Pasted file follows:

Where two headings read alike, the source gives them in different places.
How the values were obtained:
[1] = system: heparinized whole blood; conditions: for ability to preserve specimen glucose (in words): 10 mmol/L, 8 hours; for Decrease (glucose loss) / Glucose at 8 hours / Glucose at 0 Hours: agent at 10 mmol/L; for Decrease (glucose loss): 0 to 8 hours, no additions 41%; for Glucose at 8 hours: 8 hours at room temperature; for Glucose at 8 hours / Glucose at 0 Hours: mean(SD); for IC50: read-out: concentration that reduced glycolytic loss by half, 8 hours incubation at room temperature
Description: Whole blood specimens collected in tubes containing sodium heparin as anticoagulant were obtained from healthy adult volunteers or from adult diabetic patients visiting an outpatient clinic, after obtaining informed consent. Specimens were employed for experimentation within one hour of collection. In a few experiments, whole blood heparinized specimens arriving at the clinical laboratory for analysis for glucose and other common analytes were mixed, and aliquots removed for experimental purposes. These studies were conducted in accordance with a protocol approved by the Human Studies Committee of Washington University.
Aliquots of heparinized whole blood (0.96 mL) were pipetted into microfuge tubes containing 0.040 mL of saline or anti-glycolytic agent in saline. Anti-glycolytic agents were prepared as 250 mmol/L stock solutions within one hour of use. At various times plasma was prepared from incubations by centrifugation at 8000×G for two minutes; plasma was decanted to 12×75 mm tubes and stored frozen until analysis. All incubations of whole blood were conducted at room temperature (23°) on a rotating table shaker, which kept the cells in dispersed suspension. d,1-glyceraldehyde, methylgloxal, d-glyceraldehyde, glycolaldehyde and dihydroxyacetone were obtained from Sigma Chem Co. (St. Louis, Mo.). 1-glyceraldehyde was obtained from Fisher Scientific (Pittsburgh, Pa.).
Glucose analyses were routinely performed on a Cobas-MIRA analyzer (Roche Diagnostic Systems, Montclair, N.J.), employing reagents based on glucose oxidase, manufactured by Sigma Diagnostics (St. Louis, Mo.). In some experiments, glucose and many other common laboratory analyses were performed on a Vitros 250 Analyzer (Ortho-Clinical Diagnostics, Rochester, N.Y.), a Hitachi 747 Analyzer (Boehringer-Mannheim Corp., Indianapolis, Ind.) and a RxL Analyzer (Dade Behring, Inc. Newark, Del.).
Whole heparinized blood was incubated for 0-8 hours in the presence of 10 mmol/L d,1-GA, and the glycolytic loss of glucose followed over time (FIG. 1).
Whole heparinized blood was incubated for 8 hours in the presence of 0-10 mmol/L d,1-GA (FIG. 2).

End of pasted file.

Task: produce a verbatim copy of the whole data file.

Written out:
Where two headings read alike, the source gives them in different places.
How the values were obtained:
[1] = system: heparinized whole blood; conditions: for ability to preserve specimen glucose (in words): 10 mmol/L, 8 hours; for Decrease (glucose loss) / Glucose at 8 hours / Glucose at 0 Hours: agent at 10 mmol/L; for Decrease (glucose loss): 0 to 8 hours, no additions 41%; for Glucose at 8 hours: 8 hours at room temperature; for Glucose at 8 hours / Glucose at 0 Hours: mean(SD); for IC50: read-out: concentration that reduced glycolytic loss by half, 8 hours incubation at room temperature
Description: Whole blood specimens collected in tubes containing sodium heparin as anticoagulant were obtained from healthy adult volunteers or from adult diabetic patients visiting an outpatient clinic, after obtaining informed consent. Specimens were employed for experimentation within one hour of collection. In a few experiments, whole blood heparinized specimens arriving at the clinical laboratory for analysis for glucose and other common analytes were mixed, and aliquots removed for experimental purposes. These studies were conducted in accordance with a protocol approved by the Human Studies Committee of Washington University.
Aliquots of heparinized whole blood (0.96 mL) were pipetted into microfuge tubes containing 0.040 mL of saline or anti-glycolytic agent in saline. Anti-glycolytic agents were prepared as 250 mmol/L stock solutions within one hour of use. At various times plasma was prepared from incubations by centrifugation at 8000×G for two minutes; plasma was decanted to 12×75 mm tubes and stored frozen until analysis. All incubations of whole blood were conducted at room temperature (23°) on a rotating table shaker, which kept the cells in dispersed suspension. d,1-glyceraldehyde, methylgloxal, d-glyceraldehyde, glycolaldehyde and dihydroxyacetone were obtained from Sigma Chem Co. (St. Louis, Mo.). 1-glyceraldehyde was obtained from Fisher Scientific (Pittsburgh, Pa.).
Glucose analyses were routinely performed on a Cobas-MIRA analyzer (Roche Diagnostic Systems, Montclair, N.J.), employing reagents based on glucose oxidase, manufactured by Sigma Diagnostics (St. Louis, Mo.). In some experiments, glucose and many other common laboratory analyses were performed on a Vitros 250 Analyzer (Ortho-Clinical Diagnostics, Rochester, N.Y.), a Hitachi 747 Analyzer (Boehringer-Mannheim Corp., Indianapolis, Ind.) and a RxL Analyzer (Dade Behring, Inc. Newark, Del.).
Whole heparinized blood was incubated for 0-8 hours in the presence of 10 mmol/L d,1-GA, and the glycolytic loss of glucose followed over time (FIG. 1).
Whole heparinized blood was incubated for 8 hours in the presence of 0-10 mmol/L d,1-GA (FIG. 2).